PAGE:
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Homeland Security

The White House, President George W. Bush

National Strategy for Combating Terrorism

September 2006

Institutionalizing Our Strategy for Long-term Success

The War on Terror will be a long war. Yet we have mobilized to win other long wars, and we can and will win this one. During the Cold War we created an array of domestic and international institutions and enduring partnerships to defeat the threat of communism. Today, we require similar transformational structures to carry forward the fight against terror and to help ensure our ultimate success:

  • Establish and maintain international standards of accountability. States that have sovereign rights also have sovereign responsibilities, including the responsibility to combat terrorism. The international community has developed a compelling body of international obligations relating to counterterrorism. Twelve universal conventions and protocols in force against terrorism have been developed under the auspices of the United Nations as well as various U.N. Security Council Resolutions related to combating terror. These include UNSCR 1373, which imposes binding obligations on all states to suppress and prevent terrorist financing, improve their border controls, enhance information sharing and law enforcement cooperation, suppress the recruitment of terrorists, and deny them sanctuary.

    The Group of Eight (G-8) along with other multilateral and regional bodies also have been instrumental in developing landmark counterterrorism standards and best practices that have been adopted by international standard-setting organizations. But our obligations are not static. We will collaborate with our partners to update and tailor international obligations to meet the evolving nature of the terrorist enemies and threats we face. We also will work to ensure that each country is both willing and able to meet its counterterrorist responsibilities. Finally, we will not just continually monitor whether we and the community of nations are meeting these standards but will evaluate if we are achieving results both individually and collectively.
  • Strengthen coalitions and partnerships. Since September 11, most of our important successes against al-Qaida and other terrorist organizations have been made possible through effective partnerships. Continued success depends on the actions of a powerful coalition of nations maintaining a united front against terror. Multilateral groups such as the International Maritime Organization and the International Civil Aviation Organization, as well as regional organizations such as the Asia-Pacific Economic Cooperation, the Organization of American States, NATO, the European Union, the African Union, and the Association of South East Asia Nations, among others, are essential elements of this front.

    We will ensure that such international cooperation is an enduring feature of the long war we will fight. We will continue to leverage the comparative advantage of these institutions and organizations – drawing on what each does best in counterterrorism, from setting standards to developing regional strategies to providing forums for training and education. Indeed, a significant part of this effort includes expanding partnership capacity.  We are building the capacity of foreign partners in all areas of counterterrorism activities, including strengthening their ability to conduct law enforcement, intelligence, and military counterterrorism operations. Through the provision of training, equipment, and other assistance, the United States, along with a coalition of willing and able states and organizations, will enhance the ability of partners across the globe to attack and defeat terrorists, deny them funding and freedom of movement, secure their critical infrastructures, and deny terrorists access to WMD and safehavens. Ultimately, it will be essential for our partners to come together to facilitate appropriate international, regional, and local solutions to the challenges of terrorism.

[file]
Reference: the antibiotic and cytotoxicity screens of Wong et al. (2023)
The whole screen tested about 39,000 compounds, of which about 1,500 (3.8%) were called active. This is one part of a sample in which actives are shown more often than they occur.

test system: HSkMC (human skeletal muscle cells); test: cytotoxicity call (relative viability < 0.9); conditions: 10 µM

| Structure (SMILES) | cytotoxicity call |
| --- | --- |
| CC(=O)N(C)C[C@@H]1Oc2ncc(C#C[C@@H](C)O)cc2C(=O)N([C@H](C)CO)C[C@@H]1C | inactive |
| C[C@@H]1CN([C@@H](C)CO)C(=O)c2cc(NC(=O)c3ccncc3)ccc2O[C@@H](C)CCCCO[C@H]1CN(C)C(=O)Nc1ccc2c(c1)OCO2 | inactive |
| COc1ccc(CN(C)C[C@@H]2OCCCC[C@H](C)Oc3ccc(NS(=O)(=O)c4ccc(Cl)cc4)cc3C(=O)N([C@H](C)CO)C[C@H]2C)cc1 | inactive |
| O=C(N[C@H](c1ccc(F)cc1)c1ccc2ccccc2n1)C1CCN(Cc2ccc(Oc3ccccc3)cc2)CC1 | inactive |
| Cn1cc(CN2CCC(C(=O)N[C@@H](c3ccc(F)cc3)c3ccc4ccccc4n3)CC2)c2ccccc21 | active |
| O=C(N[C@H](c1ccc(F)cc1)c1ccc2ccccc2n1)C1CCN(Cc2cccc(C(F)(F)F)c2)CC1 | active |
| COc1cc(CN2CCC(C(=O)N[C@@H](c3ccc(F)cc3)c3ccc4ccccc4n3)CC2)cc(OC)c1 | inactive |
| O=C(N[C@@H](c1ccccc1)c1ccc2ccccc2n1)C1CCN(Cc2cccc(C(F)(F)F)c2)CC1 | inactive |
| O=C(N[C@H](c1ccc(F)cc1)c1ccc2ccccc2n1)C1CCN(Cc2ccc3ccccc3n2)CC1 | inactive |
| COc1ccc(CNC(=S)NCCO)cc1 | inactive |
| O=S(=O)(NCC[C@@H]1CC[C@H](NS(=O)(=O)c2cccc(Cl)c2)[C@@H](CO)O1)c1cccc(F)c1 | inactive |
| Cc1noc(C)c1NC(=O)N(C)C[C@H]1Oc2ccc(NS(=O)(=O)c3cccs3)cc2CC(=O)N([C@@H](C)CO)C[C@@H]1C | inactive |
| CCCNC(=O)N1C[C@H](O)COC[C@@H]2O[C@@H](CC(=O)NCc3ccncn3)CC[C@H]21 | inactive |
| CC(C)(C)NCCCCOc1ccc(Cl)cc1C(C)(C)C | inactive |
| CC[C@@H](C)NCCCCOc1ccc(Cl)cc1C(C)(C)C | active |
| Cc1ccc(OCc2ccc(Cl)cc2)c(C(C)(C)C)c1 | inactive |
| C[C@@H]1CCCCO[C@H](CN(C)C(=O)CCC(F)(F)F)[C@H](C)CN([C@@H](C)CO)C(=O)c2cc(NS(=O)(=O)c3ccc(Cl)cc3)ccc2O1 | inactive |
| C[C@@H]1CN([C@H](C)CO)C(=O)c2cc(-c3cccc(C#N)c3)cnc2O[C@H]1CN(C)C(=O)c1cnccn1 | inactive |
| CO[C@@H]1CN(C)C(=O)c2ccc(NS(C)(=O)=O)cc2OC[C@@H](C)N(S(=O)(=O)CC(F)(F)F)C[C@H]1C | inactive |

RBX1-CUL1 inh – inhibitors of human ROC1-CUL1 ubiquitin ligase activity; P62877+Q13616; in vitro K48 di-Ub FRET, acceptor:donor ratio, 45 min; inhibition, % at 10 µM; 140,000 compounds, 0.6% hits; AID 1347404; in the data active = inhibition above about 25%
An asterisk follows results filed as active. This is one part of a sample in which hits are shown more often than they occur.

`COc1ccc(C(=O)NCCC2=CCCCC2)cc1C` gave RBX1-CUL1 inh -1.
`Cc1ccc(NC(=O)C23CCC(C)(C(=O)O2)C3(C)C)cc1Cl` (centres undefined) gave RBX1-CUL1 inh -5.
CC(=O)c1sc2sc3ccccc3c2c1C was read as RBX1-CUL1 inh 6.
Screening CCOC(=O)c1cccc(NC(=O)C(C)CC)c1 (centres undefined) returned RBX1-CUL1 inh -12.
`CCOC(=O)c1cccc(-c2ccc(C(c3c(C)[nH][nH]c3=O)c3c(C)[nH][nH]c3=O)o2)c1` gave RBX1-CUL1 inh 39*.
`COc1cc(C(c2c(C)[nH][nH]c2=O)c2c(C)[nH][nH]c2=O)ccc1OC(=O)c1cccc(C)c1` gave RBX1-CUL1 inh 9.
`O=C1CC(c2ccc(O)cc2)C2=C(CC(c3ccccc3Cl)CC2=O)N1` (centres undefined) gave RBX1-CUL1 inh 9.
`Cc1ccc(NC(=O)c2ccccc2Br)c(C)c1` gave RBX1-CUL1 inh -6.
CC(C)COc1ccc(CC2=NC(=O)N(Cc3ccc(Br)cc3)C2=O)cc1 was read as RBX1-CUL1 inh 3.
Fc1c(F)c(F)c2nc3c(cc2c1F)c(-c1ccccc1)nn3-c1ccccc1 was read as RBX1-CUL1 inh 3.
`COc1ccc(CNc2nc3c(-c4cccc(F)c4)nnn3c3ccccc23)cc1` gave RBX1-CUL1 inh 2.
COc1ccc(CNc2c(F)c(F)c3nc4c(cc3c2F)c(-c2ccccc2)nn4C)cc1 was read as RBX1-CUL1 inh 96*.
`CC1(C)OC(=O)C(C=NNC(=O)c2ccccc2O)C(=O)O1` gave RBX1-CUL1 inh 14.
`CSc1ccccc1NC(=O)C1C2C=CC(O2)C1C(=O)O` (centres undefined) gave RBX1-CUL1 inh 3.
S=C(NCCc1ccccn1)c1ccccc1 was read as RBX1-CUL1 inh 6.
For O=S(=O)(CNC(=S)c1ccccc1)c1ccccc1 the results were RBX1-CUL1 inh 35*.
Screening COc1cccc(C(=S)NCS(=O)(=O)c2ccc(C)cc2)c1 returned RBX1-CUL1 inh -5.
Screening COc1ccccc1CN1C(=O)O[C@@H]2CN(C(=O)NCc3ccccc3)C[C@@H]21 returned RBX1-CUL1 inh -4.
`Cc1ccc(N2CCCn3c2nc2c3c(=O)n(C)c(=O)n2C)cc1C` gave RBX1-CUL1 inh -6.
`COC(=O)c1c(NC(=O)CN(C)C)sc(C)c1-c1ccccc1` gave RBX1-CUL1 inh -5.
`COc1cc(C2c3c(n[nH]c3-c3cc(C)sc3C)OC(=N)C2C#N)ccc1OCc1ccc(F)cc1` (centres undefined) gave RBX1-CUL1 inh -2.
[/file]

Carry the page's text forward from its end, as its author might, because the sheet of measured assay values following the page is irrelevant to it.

• Enhance government architecture and interagency collaboration. In the aftermath of September 11, we have enhanced our counterterrorism architecture and interagency collaboration by setting clear national priorities and transforming the government to achieve those priorities. We have established the Department of Homeland Security, bringing under one authority 22 Federal entities with vital roles to play in preventing terrorist attacks within the Homeland, reducing America’s vulnerability to terrorism, and minimizing the damage and facilitating the recovery from attacks that do occur. We have reorganized the Intelligence Community. The Director of National Intelligence (DNI) was created to better integrate the efforts of the Community into a more unified, coordinated, and effective whole. The DNI also launched a new Open Source Center to coordinate open source intelligence and ensure this information is integrated into Intelligence Community products.